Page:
JOURNAL ARTICLE

Left ventricular non-compaction cardiomyopathy with coronary artery anomaly complicated by ventricular tachycardia

Gustav Mattsson, Abdullah Baroudi, Hoshmand Tawfiq, Peter Magnusson
BMC Cardiovascular Disorders 2017 October 16, 17 (1): 263
29037169

BACKGROUND: Non-compaction cardiomyopathy (NCCM) is characterized by prominent trabeculations, deep intertrabecular recesses, and a thick non-compacted endocardial myocardium. Prevalence in the general population remains unclear, but echocardiography series report 0.05%. During fetal development muscle fibers and trabeculae should compact into a solid myocardium and when this fails, NCCM occurs. The condition is genetic, even though acquired forms have been described. Worsening myocardial dysfunction may lead to heart failure and/or arrhythmias.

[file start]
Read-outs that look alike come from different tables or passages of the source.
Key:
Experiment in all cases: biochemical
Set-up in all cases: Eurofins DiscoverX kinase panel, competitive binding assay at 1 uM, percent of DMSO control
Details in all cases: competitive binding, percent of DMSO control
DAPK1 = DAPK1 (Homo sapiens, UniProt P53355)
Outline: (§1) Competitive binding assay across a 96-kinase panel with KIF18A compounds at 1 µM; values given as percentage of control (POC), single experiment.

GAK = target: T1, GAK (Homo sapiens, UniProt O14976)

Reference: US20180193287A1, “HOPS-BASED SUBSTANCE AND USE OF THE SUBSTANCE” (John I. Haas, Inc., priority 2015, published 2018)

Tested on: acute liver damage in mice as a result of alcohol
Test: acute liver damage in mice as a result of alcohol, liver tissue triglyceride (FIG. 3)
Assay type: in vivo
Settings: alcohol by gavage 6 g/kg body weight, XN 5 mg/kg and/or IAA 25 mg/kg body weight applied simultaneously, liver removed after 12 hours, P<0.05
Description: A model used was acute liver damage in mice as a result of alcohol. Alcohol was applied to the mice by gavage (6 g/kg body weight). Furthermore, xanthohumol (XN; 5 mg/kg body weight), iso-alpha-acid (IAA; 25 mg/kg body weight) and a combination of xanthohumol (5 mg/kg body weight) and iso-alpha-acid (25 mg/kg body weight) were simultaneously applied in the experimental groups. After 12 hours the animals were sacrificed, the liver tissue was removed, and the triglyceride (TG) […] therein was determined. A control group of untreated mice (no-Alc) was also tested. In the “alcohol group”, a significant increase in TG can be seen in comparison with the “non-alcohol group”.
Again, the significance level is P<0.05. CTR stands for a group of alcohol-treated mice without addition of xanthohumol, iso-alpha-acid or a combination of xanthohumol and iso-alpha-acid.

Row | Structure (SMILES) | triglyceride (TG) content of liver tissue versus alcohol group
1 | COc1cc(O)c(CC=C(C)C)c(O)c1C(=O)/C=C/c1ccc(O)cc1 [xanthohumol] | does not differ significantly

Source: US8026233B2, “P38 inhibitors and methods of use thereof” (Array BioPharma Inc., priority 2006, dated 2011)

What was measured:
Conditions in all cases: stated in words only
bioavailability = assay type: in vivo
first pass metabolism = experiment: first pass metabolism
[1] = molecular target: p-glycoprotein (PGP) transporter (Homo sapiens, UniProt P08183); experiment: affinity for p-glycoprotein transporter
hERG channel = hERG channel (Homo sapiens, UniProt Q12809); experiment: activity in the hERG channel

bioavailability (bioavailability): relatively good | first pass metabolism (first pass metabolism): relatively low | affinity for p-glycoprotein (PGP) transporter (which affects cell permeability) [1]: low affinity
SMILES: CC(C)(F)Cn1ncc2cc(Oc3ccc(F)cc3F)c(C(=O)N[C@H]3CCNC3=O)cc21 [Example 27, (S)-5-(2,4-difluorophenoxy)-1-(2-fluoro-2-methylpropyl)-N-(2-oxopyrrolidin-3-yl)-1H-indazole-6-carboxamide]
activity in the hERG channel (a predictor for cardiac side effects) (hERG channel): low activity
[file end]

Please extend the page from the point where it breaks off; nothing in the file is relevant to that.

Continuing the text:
CASE PRESENTATION: A 52-year-old man presented with heart failure. The diagnosis of NCCM was confirmed after echocardiography and cardiac magnetic resonance tomography. Interestingly, the angiogram revealed a coronary anomaly, in which the circumflex artery rose aberrantly from the right coronary artery. Due to left ventricular ejection fraction being less than 35% despite optimal pharmacological therapy, an implantable cardioverter defibrillator (ICD) was implanted and four years later a ventricular tachycardia was terminated by antitachycardia pacing.

CONCLUSION: We describe a case of NCCM with a concomitant coronary anomaly, in which systolic myocardial dysfunction developed. The ICD subsequently terminated a life-threatening ventricular arrhythmia, which supports risk stratification based on low ejection fraction and possibly coronary anomaly.

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